RT Interview: Jamie Bell talks Defiance and Dance

The young actor talks to RT about his career and next steps.

Jamie Bell - Jeff Vespa/WireImage.com

Jamie Bell tap-danced his way into the national consciousness with his breakthrough performance in Billy Elliot nine years ago. Just 14 at the time, he saw off competition from former Oscar winners Tom Hanks, Russell Crowe and Geoffrey Rush to win the Best Actor award at the BAFTAs. Since then he has worked with heavyweight screen luminaries such as Peter Jackson, Clint Eastwood, and now Edward Zwick, director of his latest film, the WWII epic Defiance.

RT spoke to the young actor about working with 007, his hopes for the future, and whether he'd ever consider slipping back into his tap shoes for the big screen.

Did you find it daunting sharing the screen with actors like Daniel Craig and Liev Schreiber in Defiance?

Jamie Bell: A little bit, because they're both pretty good actors. I had immense admiration for both of them before starting the movie, and even more so after the movie. The great thing about it was realising that they're incredibly generous with everything; with their ideas, with their acting, with their ability. They're the actors who, when you stand in front of them, they elevate your performance without really doing anything. So it was daunting, but immediately I was equal, and immediately there was none of that sort of macho stuff that usually happens on movie sets.

Defiance
Bell (left) with Daniel Craig in Edward Zwick's Defiance.

Having had no training in acting prior to Billy Elliot, when you're on sets like these, do you actively seek out advice from the more experienced actors?

JB: I don't think it's ever a direct thing. I don't ever go, "How would you do this?" or, "How would this happen?" It's more about studying the way that they approach scenes. We would start scenes and Liev would just go, "Hold on a second," and walk through the pages. And I would just see how he mentally and intellectually goes through every step and every decision that his character makes. When you see someone who is paying that much attention to detail, you start doing these things yourself. I've learnt so much from so many of the fantastic people I've managed to work with, and these guys were no different.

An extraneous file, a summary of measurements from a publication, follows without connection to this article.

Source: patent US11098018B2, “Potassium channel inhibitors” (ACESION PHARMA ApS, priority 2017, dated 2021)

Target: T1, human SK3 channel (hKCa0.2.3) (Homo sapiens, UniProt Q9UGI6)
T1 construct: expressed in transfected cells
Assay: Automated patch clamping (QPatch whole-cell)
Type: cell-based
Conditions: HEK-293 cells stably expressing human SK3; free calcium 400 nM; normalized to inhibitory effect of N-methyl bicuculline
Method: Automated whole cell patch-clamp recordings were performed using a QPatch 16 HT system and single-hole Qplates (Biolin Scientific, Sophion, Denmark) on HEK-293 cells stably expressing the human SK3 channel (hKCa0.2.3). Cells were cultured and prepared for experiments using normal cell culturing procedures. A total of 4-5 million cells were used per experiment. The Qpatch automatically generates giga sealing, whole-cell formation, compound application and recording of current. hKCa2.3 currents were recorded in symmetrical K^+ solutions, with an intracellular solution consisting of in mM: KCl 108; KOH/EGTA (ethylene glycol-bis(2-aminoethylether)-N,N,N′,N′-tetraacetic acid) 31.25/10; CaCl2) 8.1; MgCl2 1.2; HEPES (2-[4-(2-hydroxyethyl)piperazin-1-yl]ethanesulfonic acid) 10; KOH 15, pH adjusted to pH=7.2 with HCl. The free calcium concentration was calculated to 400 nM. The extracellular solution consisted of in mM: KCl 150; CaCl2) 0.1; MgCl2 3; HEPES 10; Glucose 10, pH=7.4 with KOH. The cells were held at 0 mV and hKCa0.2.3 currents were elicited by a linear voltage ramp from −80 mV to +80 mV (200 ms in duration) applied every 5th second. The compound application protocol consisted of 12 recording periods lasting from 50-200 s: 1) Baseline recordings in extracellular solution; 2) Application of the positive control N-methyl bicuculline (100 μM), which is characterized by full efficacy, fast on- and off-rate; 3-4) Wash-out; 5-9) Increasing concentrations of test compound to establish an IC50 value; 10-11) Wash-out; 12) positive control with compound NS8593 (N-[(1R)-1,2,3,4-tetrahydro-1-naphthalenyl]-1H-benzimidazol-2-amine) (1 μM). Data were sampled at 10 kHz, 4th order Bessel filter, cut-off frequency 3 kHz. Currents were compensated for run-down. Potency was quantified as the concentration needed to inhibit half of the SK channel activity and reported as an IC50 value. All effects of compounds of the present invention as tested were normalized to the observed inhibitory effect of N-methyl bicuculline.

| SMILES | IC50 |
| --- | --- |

You've had a lot of diverse roles in big films such as Jumper and King Kong and smaller independent films such as The Chumscrubber and Hallam Foe; has it been a conscious decision to strike that balance?

JB: I think so. I've almost been acting for 10 years, and you're always striving for longevity. I think that there's no way of ensuring it; everyone does things differently. I often find the smaller, independent films are much more rewarding than the bigger stuff, but you do the bigger stuff because it's a business, and you've got to show your face a bit, get yourself around. So those sorts of things are often very business-driven decisions.

Hallam Foe
In last year's Hallam Foe as the odd title character.

Smaller films tend to be much more intimate character stories, and you get to work with directors who don't follow any set conventions. I mean, I love Ed Zwick, he's a fantastic director and I think he manages to blend the intimate with the epic incredibly well. But it's also fantastic working with people like David Mackenzie [on Hallam Foe] or David Gordon Green [Undertow] who both defy convention. And that's their whole purpose of being, is that they do things completely differently, which is also refreshing. It challenges you in a different way.

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